We reach Ban Luang Village and it turns out the church belongs to the couple and the man is the pastor. They invite us to sleep there but it is still early and we want to continue traveling. Tha pastor, despite our protest, decides to take us to Nan which is 50 km. away but the road goes through the mountains and has many bends. I want to say here that according to my experience the best hitchhiking (passing long distances with one car, fast private cars, little to no waiting, perfect roads and people who stop without even waving at them and who divert just to take you) is in Thailand.
The pastor leaves us at the center of Nan and we go out of on foot. It is getting dark and soon a corpulent Thai woman takes us to the next town Wiang Sa from where we plan to go to a mountain region before we head south on the highway. We go out of the town and we find a nice pumpkin field. Before we enter the fields several motor bikers stop to ask us if we need help with anything – people in this region are really nice.
There is a temple next to the field. In the temple there are always bathrooms and toilets and after a bath and a breakfast we go back on the road. A nice couple who live in the capital take us. They are going on holiday in the mountain. They are the typical people from the capital – dressed in a fashionable way, smelling of nice perfume, not very oriented, going to some mounting lodge for the weekend.
They leave us in a small village called Na Noi and continued to their destination. We stop to cook lunch at a pavilion and a bus passes us by. We could not believe our eyes when it stops and comes back to ask us if we want to get in. There are almost no buses here because everyone has their own cars or hire a car when traveling. We suppose the driver saw us and worried we would miss the only bus.
At noon we continue hitchhiking and man with many tattoos takes us for 50 km. more. After the village he leaves us the traffic goes dead. The road continues 15 km. more inside the mountain and then finishes at a river that one needs to cross with a boat. Then the road continues again on the other side. The man with the tattoos shows up again few minutes later worried we won’t be able to reach the river and offers to take us. Wonderful people who divert tens of kilometers just to make us a favor. We can’t believe how nice they are all.
The region is very beautiful, strange dry forest and the river which overflows because of the Sirkrit dam. On the bank of the river-dam there is a small fishermen village with pile dwellings above the water. Some fishermen agree to take us on the other side for 50 bhats per person (1,25 euro). We bargain and they agree to 1 euro per person. When we reach the other bank it turns out we have just one big bill and Mr. Shushtari heads to a close-by restaurant to change it, but the fishermen smile at us and tell us there is no need, so they actually take us for free.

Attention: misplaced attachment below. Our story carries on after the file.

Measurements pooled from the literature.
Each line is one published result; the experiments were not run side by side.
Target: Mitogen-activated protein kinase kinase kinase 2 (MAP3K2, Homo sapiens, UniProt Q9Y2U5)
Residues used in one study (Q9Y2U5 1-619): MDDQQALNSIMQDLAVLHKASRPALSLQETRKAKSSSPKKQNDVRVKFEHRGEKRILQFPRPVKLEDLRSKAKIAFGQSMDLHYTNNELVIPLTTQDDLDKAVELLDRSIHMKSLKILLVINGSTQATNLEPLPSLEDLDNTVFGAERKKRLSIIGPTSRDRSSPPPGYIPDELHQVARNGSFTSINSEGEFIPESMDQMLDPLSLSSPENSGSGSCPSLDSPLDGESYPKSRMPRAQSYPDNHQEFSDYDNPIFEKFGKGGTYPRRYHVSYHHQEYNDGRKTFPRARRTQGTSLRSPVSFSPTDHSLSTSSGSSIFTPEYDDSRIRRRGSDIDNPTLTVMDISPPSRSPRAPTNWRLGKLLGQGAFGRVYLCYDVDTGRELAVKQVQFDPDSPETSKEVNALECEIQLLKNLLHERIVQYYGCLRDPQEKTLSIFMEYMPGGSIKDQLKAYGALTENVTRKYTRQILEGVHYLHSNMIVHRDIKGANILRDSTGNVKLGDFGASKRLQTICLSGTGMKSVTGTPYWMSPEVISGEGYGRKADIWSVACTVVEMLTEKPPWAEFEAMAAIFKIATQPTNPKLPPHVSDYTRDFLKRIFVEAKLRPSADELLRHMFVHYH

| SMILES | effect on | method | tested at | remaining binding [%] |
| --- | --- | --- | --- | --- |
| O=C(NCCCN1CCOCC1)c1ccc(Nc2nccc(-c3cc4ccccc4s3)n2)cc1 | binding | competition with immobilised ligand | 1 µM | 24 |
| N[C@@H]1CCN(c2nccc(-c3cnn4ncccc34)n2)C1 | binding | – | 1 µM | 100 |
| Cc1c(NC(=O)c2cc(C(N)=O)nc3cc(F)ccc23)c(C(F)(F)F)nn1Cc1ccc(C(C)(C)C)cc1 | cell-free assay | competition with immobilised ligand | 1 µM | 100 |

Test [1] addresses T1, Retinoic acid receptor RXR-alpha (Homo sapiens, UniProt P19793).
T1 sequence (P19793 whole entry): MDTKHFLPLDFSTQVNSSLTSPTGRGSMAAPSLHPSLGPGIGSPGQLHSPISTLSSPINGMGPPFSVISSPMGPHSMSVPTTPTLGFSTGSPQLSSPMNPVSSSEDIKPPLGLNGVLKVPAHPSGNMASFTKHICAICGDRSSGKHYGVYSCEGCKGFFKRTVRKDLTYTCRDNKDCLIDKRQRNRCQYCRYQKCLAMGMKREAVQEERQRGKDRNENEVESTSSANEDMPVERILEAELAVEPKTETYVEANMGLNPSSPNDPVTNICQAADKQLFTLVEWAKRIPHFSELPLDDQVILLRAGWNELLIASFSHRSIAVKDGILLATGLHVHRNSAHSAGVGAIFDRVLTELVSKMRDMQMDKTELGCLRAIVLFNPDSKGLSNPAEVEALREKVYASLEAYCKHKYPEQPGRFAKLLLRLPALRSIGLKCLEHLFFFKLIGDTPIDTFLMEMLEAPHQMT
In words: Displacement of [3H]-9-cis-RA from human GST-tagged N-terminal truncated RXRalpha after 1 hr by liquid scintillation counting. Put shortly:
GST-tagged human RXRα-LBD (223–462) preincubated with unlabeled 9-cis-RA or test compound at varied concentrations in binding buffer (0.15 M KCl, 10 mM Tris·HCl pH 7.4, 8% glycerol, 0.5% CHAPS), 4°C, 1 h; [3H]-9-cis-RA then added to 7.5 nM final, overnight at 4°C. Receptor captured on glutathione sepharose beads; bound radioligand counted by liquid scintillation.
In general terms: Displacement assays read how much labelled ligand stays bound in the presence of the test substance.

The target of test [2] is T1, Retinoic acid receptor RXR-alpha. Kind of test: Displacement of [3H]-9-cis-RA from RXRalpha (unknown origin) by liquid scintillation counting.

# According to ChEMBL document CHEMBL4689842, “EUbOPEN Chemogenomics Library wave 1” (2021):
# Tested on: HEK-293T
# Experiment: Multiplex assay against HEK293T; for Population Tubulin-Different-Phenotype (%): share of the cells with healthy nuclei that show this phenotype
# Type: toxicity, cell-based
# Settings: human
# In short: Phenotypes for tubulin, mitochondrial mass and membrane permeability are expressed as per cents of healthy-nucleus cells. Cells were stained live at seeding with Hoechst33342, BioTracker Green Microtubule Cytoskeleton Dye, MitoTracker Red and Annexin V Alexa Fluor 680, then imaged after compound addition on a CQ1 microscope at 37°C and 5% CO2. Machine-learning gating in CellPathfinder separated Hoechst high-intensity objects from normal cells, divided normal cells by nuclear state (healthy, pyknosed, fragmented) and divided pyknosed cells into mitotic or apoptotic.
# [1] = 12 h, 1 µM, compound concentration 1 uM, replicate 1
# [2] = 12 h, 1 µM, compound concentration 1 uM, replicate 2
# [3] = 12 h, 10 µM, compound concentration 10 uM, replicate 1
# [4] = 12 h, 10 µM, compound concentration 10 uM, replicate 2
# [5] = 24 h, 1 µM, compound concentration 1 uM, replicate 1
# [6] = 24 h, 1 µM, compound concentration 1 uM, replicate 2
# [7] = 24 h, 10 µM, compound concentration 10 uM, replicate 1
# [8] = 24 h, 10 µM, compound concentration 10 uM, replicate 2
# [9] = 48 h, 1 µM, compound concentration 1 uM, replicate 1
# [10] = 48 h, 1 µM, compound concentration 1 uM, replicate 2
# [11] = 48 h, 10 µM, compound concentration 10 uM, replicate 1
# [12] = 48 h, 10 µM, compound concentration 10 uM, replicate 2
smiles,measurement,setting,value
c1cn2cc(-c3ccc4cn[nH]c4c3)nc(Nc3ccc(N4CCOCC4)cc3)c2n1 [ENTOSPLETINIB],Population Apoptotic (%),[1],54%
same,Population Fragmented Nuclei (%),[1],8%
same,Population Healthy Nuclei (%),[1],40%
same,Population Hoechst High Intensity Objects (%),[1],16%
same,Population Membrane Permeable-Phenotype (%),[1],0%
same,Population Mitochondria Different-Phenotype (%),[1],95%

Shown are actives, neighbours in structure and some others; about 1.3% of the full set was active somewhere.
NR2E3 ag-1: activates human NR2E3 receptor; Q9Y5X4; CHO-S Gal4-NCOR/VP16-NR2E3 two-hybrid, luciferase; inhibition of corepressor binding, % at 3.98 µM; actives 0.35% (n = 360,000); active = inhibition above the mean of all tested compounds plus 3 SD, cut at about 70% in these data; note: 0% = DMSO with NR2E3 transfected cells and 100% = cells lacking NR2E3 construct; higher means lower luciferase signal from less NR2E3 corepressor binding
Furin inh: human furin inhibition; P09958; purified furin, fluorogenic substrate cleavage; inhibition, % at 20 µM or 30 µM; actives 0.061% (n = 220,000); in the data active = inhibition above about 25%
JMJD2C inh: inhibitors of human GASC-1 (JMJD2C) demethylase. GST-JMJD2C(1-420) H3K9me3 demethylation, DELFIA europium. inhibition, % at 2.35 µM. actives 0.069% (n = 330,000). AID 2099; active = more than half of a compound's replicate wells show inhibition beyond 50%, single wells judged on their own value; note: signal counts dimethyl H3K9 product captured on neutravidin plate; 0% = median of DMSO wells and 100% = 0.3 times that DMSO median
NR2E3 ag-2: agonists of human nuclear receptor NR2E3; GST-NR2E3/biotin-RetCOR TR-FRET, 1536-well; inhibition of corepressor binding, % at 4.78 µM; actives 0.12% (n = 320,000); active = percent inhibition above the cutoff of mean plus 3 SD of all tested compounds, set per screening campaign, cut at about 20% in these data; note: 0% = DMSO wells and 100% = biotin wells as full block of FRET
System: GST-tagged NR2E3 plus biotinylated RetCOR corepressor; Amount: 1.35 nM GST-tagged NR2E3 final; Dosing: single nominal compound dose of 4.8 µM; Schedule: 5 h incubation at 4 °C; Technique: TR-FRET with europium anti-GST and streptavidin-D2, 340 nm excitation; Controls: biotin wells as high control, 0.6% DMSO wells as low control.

Fishermen village at Sirkrit dam
We continue on the asphalt road and soon it is clear to us that there are no cars passing on the road. We hope that a family who comes to fish for the weekend will take us, but there is no one. After an hour a car passes but it is full of luggage. They stop and the men and the woman starts worrying that they can’t takes and what will we do.
People panicking that they cannot take us with them
But their car is really packed with fishing rods, tents, chairs and god knows what else – they even bring a portable toilet. We try to calm them down telling them that a car will pass by for sure, but the men cannot accept the fact that they will leave us in the forest instead of 7 eleven shop, police precinct or a place with people.
Then a small trucks comes our way but it also is full of goods and there is no place for us. It stops too and a faffing starts. Everyone know that there is no buses here and that maybe no other car will pass. We are not worried at all – we have food and water and we know that tomorrow someone will take us.
Then a third car comes and everyone stand in its way. The driver and his wife are pleasant people and agree to take us. At parting the other people give us a map of north Thailand which is great. There are 50 km. to the main road left and we want to find a place to sleep before we reach it but we can’t find a proper place for the tent. We reach then Nam Pat Town.
Last bivouac in the cold north Thailand
Soon we find a place hidden in some bushes next to the road. We light a fire because it is cold here (the temperature at night is as low as 10-12 degrees Celsius (50-53 Fahrenheit) and then a group of masked men with rifles come from the forest. We are startled but it turns out they are hunters. They wish us good night and leave. Hunting is very popular in Thailand. In this region of Asia I think that only India really cares about the wildlife and its protection.
Thai village house
We spend our last cold night in the north and the next day we are ready to part the road 🙂
Shortcut to the highway